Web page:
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  4. Well, Graham, aren’t you glad you brought this subject up? Unlike many “Jagged Word” articles, this one brought up more than one response. Sometimes I think I’m the only idiot commenting about something written on “JW,” my goal not to be seen as simply a regular obnoxious troll, an annoying “know it all,” or the consummate critic who is usually factually ignorant. I actually post comments to begin a thread and hope a discussion of the issues will generate spirited debates from which each of us can learn. In effect, I take each of the articles seriously. Sometimes I agree with the writer, and sometimes I do not, but nothing critical I write is designed to belittle or insult. In any case, Graham, your article on the LCMS and how some of us Lutherans interact with other denominations has a ring of truth, but it is not a blanket statement, and I am sure you meant to encourage us to avoid spiritual pride and reach out without losing our Lutheran beliefs. I agree. The point is well taken.

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    1. John, always appreciate your input. And know that even when people don’t comment, they are reading the articles and engaging in dialogue.

      None of us “know it all” and all of us are wise to continue these type of conversations. I like to push the envelope at times and hope that in so doing, good discourse can occur.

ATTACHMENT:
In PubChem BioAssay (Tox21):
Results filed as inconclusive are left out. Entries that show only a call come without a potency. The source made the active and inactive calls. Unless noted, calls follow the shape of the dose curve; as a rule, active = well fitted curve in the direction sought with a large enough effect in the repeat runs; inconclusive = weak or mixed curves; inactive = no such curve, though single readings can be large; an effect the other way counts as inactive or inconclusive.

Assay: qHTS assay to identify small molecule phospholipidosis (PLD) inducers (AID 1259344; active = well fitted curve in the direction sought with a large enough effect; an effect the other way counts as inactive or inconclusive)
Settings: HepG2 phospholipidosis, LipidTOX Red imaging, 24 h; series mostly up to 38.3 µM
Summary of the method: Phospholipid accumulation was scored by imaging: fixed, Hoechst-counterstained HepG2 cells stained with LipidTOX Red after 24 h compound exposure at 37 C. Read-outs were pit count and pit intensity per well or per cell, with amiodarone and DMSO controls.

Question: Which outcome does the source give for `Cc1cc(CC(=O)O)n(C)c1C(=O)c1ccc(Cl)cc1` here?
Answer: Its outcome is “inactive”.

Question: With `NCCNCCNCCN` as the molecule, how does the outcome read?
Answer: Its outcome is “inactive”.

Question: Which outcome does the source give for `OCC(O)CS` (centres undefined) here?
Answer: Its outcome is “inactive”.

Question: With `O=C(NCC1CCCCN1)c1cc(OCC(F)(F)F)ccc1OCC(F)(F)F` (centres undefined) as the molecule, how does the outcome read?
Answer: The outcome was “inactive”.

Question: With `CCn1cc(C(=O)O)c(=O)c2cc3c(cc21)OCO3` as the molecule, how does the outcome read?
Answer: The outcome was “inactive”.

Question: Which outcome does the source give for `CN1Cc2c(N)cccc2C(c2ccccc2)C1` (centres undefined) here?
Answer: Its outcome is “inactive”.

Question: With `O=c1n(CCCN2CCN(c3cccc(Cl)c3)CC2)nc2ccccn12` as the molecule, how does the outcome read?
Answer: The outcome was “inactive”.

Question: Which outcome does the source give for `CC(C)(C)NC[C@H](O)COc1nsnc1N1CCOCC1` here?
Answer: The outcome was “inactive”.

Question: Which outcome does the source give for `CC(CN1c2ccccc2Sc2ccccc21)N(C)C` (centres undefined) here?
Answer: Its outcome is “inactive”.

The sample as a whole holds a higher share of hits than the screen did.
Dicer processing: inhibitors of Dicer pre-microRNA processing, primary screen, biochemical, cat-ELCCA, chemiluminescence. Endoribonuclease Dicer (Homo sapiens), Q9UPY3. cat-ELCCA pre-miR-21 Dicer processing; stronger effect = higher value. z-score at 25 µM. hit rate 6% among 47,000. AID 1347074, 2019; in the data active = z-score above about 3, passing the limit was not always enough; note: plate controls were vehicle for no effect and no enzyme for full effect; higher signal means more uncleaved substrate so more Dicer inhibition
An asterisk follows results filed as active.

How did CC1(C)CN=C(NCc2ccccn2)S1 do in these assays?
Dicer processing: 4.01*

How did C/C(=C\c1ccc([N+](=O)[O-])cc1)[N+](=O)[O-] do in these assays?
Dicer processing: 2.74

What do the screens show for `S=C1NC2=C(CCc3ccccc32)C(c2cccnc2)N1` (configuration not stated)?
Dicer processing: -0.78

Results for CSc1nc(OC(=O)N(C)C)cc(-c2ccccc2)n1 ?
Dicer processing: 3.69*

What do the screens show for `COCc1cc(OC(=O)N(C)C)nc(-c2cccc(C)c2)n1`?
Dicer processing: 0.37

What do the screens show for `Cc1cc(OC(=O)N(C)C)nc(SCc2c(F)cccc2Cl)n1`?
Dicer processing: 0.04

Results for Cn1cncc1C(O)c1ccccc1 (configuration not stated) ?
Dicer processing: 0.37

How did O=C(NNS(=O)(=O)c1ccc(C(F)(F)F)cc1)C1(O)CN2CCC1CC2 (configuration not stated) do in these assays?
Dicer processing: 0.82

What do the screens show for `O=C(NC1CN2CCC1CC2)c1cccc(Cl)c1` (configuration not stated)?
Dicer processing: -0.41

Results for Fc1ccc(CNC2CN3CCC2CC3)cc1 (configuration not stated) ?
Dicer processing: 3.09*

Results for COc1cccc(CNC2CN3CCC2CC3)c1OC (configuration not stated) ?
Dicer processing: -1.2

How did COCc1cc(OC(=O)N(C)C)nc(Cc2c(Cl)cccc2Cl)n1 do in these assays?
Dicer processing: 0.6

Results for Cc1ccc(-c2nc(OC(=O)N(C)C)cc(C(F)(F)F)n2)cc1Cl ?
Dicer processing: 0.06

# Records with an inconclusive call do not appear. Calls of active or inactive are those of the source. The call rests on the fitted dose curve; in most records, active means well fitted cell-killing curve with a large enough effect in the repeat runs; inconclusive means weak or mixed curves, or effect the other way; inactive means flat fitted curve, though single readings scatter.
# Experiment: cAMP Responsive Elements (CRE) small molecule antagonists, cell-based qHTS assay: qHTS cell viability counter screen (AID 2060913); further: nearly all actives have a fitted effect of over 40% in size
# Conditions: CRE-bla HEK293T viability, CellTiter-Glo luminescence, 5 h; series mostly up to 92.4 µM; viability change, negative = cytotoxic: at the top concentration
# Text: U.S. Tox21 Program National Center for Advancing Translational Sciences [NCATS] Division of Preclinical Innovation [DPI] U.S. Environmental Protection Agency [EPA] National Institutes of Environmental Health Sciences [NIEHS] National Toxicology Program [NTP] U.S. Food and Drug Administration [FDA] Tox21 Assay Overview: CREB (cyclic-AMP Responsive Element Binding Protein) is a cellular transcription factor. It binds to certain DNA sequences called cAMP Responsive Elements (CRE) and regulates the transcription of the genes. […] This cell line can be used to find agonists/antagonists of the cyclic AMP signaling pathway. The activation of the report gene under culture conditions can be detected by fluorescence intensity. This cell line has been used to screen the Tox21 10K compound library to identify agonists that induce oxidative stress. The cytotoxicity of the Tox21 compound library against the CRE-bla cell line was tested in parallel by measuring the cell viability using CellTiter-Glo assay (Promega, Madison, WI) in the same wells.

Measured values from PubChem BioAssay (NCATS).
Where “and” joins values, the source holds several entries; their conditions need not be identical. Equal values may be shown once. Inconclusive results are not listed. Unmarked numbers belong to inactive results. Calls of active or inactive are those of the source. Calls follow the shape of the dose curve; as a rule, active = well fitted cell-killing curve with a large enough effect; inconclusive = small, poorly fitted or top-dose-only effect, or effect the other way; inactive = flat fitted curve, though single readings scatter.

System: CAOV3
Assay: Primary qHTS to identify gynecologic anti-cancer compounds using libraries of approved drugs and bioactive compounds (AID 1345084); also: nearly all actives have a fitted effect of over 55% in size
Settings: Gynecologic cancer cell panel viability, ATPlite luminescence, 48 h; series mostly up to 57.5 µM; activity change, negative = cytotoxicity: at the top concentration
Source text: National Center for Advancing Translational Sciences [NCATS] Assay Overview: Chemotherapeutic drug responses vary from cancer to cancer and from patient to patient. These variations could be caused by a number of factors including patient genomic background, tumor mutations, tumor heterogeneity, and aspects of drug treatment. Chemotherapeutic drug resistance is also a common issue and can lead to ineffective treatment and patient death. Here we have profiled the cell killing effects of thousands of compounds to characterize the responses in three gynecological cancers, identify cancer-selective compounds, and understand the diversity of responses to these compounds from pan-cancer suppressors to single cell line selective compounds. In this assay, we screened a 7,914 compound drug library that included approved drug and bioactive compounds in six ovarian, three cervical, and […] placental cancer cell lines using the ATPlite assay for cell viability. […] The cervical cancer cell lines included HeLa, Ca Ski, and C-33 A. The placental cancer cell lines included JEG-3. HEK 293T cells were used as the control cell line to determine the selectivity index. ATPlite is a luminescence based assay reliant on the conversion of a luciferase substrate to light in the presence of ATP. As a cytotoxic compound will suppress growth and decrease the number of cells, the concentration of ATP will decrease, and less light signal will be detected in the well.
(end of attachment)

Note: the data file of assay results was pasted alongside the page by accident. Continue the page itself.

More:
Absolutely agree that my article is not a blanket statement (I never said it was and criticized people on every side of the issues…to include myself!). Thanks again for your input!

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  5. Todd, I thought I offered examples in the original post. I’ll restate some of them again:

    1) Some Lutherans (laity and clergy) fear being called or perceived as too “Catholic” for the manner in which Lutherans worship and practice some of our daily piety (making the sign of the cross, etc.). This of course is a misplaced fear, but nonetheless it exists, and I think is the cause of some in our Synod from doing these “Catholic” things. This is unfortunate, especially when it causes some to abandon the historic Liturgy, etc.
    2) Some Lutherans (laity and clergy) fear being called or perceived as too “Protestant”. This fear rears its ugly head when we try to alienate ourselves from other Protestant communions for fear of being too Protestant. Look, I know there are key distinctives between the LCMS and most (if not all) other Protestants. But we are (perhaps not in the 21st definition of the word) Protestants. We remain in protest against Rome and we shouldn’t be fearful of this description.